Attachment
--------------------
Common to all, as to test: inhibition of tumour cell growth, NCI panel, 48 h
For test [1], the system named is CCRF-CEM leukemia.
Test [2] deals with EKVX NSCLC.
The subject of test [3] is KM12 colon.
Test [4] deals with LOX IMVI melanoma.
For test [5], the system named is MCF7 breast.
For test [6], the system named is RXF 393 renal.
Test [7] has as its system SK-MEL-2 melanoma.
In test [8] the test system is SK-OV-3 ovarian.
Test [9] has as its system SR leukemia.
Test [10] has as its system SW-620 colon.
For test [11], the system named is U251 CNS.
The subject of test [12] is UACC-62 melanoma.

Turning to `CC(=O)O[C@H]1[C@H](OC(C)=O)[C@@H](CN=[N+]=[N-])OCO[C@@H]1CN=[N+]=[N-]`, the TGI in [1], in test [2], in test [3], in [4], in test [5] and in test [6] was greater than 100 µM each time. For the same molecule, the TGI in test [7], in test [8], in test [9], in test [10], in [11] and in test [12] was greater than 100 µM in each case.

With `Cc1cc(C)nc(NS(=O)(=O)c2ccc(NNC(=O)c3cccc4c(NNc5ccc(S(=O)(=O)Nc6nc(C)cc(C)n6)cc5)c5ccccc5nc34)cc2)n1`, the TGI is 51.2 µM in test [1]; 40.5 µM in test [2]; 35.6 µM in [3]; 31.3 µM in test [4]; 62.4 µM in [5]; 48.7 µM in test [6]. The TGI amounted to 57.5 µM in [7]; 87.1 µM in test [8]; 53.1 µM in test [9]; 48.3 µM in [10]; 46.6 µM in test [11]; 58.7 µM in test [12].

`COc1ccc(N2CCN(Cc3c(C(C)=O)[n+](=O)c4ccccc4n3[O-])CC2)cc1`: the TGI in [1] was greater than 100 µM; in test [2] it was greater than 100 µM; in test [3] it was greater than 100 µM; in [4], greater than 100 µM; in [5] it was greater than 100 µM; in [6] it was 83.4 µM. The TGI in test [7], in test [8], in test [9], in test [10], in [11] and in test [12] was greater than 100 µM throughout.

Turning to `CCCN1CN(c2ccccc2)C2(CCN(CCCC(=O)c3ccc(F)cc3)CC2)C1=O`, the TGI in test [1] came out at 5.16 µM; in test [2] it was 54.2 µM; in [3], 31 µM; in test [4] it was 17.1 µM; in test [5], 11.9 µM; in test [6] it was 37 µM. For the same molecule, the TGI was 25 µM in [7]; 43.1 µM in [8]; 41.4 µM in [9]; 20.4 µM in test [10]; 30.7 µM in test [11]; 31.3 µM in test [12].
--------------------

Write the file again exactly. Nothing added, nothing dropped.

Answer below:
Common to all, as to test: inhibition of tumour cell growth, NCI panel, 48 h
For test [1], the system named is CCRF-CEM leukemia.
Test [2] deals with EKVX NSCLC.
The subject of test [3] is KM12 colon.
Test [4] deals with LOX IMVI melanoma.
For test [5], the system named is MCF7 breast.
For test [6], the system named is RXF 393 renal.
Test [7] has as its system SK-MEL-2 melanoma.
In test [8] the test system is SK-OV-3 ovarian.
Test [9] has as its system SR leukemia.
Test [10] has as its system SW-620 colon.
For test [11], the system named is U251 CNS.
The subject of test [12] is UACC-62 melanoma.

Turning to `CC(=O)O[C@H]1[C@H](OC(C)=O)[C@@H](CN=[N+]=[N-])OCO[C@@H]1CN=[N+]=[N-]`, the TGI in [1], in test [2], in test [3], in [4], in test [5] and in test [6] was greater than 100 µM each time. For the same molecule, the TGI in test [7], in test [8], in test [9], in test [10], in [11] and in test [12] was greater than 100 µM in each case.

With `Cc1cc(C)nc(NS(=O)(=O)c2ccc(NNC(=O)c3cccc4c(NNc5ccc(S(=O)(=O)Nc6nc(C)cc(C)n6)cc5)c5ccccc5nc34)cc2)n1`, the TGI is 51.2 µM in test [1]; 40.5 µM in test [2]; 35.6 µM in [3]; 31.3 µM in test [4]; 62.4 µM in [5]; 48.7 µM in test [6]. The TGI amounted to 57.5 µM in [7]; 87.1 µM in test [8]; 53.1 µM in test [9]; 48.3 µM in [10]; 46.6 µM in test [11]; 58.7 µM in test [12].

`COc1ccc(N2CCN(Cc3c(C(C)=O)[n+](=O)c4ccccc4n3[O-])CC2)cc1`: the TGI in [1] was greater than 100 µM; in test [2] it was greater than 100 µM; in test [3] it was greater than 100 µM; in [4], greater than 100 µM; in [5] it was greater than 100 µM; in [6] it was 83.4 µM. The TGI in test [7], in test [8], in test [9], in test [10], in [11] and in test [12] was greater than 100 µM throughout.

Turning to `CCCN1CN(c2ccccc2)C2(CCN(CCCC(=O)c3ccc(F)cc3)CC2)C1=O`, the TGI in test [1] came out at 5.16 µM; in test [2] it was 54.2 µM; in [3], 31 µM; in test [4] it was 17.1 µM; in test [5], 11.9 µM; in test [6] it was 37 µM. For the same molecule, the TGI was 25 µM in [7]; 43.1 µM in [8]; 41.4 µM in [9]; 20.4 µM in test [10]; 30.7 µM in test [11]; 31.3 µM in test [12].